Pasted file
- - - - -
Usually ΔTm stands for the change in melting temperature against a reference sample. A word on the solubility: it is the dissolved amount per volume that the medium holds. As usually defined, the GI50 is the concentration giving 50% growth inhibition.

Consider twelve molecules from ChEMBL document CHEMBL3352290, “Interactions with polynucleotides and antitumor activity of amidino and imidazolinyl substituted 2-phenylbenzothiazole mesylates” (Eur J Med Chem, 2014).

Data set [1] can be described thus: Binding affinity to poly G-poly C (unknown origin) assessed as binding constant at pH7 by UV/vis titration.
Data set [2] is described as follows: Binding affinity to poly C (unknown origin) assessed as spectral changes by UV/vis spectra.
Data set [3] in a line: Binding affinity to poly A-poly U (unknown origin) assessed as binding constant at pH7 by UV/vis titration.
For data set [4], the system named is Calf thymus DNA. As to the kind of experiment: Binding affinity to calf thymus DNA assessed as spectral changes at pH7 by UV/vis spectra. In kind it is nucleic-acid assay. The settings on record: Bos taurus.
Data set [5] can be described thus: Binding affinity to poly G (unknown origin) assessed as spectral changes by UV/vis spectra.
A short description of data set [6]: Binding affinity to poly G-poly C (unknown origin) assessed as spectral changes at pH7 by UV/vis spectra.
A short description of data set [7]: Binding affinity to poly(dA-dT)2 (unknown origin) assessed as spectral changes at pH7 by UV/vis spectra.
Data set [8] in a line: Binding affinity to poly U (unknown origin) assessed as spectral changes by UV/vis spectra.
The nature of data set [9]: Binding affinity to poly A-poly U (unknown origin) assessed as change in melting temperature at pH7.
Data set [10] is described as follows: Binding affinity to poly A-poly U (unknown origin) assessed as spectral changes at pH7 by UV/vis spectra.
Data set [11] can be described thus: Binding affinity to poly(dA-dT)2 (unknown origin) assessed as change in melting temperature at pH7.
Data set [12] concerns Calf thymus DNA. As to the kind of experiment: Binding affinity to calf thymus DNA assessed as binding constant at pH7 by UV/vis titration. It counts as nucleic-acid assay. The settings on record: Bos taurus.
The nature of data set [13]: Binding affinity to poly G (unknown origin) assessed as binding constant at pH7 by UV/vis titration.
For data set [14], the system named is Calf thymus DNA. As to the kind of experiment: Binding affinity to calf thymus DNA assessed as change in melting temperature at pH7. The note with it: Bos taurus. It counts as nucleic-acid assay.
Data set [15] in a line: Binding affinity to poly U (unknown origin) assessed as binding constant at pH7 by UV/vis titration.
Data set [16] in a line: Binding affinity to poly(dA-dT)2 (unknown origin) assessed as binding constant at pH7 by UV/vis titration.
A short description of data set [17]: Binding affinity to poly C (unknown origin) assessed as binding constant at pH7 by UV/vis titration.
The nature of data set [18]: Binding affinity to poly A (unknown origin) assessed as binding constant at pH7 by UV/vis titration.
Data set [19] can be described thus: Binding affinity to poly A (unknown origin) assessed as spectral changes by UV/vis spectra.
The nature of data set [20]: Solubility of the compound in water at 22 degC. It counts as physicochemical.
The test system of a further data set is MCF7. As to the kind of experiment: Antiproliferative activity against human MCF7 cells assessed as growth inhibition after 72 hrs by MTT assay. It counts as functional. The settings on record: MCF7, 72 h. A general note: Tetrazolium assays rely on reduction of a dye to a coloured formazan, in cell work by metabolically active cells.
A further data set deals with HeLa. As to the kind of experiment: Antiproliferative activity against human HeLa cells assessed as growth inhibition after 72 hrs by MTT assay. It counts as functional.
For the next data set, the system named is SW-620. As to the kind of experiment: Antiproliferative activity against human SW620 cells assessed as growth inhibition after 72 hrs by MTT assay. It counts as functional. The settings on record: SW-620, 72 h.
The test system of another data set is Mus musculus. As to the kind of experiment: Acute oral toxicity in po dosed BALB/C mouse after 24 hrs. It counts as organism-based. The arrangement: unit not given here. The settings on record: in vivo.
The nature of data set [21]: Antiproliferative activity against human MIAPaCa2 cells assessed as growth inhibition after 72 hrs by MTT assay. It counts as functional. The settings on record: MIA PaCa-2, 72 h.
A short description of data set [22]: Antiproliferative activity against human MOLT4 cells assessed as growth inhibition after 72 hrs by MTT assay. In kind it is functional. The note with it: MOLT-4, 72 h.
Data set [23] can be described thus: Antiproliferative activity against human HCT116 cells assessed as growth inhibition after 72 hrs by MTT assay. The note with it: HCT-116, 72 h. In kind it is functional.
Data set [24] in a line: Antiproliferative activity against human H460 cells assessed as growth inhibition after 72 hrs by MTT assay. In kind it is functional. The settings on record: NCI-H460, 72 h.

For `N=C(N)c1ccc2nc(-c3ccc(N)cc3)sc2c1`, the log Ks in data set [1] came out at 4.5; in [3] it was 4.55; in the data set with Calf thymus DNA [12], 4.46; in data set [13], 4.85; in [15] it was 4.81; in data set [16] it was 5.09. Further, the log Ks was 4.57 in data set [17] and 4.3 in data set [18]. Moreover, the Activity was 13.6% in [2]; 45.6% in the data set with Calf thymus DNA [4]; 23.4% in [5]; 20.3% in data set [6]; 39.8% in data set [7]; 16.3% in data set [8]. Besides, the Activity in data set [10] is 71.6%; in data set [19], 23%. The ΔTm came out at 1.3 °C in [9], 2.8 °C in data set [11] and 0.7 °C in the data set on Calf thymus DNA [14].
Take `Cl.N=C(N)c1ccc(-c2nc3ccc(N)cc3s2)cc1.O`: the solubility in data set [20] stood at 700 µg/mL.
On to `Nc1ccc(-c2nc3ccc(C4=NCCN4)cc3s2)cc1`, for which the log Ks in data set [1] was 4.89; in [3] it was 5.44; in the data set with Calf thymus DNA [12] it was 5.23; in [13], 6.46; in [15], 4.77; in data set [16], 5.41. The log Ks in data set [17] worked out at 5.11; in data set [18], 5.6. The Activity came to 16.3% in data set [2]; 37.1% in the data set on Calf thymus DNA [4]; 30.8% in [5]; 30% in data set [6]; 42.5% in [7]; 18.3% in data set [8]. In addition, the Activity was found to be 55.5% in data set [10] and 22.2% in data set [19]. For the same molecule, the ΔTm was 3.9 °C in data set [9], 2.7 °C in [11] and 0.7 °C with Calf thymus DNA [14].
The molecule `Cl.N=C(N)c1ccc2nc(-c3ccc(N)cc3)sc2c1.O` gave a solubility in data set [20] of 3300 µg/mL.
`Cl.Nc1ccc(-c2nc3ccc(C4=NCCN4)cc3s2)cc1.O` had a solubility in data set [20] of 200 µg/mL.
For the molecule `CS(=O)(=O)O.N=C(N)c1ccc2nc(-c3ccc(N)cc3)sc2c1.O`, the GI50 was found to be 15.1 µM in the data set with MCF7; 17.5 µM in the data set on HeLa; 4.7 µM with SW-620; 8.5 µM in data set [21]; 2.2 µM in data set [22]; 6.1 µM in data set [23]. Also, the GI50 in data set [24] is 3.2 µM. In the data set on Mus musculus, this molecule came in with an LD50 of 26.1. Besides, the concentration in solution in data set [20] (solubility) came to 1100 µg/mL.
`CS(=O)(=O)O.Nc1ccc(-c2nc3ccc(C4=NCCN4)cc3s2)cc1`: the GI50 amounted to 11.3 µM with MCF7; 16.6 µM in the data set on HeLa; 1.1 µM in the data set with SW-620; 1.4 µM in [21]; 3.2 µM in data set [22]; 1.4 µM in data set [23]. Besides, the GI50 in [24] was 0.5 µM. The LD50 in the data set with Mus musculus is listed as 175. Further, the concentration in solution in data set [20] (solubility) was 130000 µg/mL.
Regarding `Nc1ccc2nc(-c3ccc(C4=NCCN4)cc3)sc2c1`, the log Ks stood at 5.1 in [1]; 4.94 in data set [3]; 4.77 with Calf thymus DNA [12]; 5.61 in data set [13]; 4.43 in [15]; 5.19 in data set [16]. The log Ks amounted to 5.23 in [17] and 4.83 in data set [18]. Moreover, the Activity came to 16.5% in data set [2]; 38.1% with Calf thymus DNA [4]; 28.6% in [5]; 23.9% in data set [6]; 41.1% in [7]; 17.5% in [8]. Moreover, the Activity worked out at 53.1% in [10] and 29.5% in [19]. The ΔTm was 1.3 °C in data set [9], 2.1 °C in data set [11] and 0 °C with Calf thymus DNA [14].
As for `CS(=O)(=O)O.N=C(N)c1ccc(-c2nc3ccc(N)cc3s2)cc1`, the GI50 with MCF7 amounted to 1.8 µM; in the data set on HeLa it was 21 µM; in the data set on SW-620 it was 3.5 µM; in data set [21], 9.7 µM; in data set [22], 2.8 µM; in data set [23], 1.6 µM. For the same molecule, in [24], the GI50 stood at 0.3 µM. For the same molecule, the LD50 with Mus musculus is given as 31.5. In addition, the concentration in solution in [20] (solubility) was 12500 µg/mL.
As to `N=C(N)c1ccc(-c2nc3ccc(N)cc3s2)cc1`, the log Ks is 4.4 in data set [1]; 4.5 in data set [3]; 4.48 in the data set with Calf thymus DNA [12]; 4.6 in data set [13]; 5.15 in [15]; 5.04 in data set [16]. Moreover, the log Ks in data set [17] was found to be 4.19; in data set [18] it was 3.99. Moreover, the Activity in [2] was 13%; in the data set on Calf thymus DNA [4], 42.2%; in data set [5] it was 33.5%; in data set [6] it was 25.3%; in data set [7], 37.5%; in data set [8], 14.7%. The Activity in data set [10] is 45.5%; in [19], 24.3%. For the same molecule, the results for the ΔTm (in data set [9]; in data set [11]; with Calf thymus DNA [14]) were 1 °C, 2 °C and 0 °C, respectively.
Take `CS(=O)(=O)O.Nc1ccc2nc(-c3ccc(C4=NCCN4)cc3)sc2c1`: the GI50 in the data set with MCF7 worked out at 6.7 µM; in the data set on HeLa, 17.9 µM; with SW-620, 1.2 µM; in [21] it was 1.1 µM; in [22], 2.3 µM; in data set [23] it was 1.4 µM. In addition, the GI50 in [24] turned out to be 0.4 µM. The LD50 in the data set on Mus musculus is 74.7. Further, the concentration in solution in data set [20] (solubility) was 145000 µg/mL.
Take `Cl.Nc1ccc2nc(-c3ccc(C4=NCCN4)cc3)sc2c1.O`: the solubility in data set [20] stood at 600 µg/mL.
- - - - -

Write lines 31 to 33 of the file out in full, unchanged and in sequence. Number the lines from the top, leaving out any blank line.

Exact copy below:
For `N=C(N)c1ccc2nc(-c3ccc(N)cc3)sc2c1`, the log Ks in data set [1] came out at 4.5; in [3] it was 4.55; in the data set with Calf thymus DNA [12], 4.46; in data set [13], 4.85; in [15] it was 4.81; in data set [16] it was 5.09. Further, the log Ks was 4.57 in data set [17] and 4.3 in data set [18]. Moreover, the Activity was 13.6% in [2]; 45.6% in the data set with Calf thymus DNA [4]; 23.4% in [5]; 20.3% in data set [6]; 39.8% in data set [7]; 16.3% in data set [8]. Besides, the Activity in data set [10] is 71.6%; in data set [19], 23%. The ΔTm came out at 1.3 °C in [9], 2.8 °C in data set [11] and 0.7 °C in the data set on Calf thymus DNA [14].
Take `Cl.N=C(N)c1ccc(-c2nc3ccc(N)cc3s2)cc1.O`: the solubility in data set [20] stood at 700 µg/mL.
On to `Nc1ccc(-c2nc3ccc(C4=NCCN4)cc3s2)cc1`, for which the log Ks in data set [1] was 4.89; in [3] it was 5.44; in the data set with Calf thymus DNA [12] it was 5.23; in [13], 6.46; in [15], 4.77; in data set [16], 5.41. The log Ks in data set [17] worked out at 5.11; in data set [18], 5.6. The Activity came to 16.3% in data set [2]; 37.1% in the data set on Calf thymus DNA [4]; 30.8% in [5]; 30% in data set [6]; 42.5% in [7]; 18.3% in data set [8]. In addition, the Activity was found to be 55.5% in data set [10] and 22.2% in data set [19]. For the same molecule, the ΔTm was 3.9 °C in data set [9], 2.7 °C in [11] and 0.7 °C with Calf thymus DNA [14].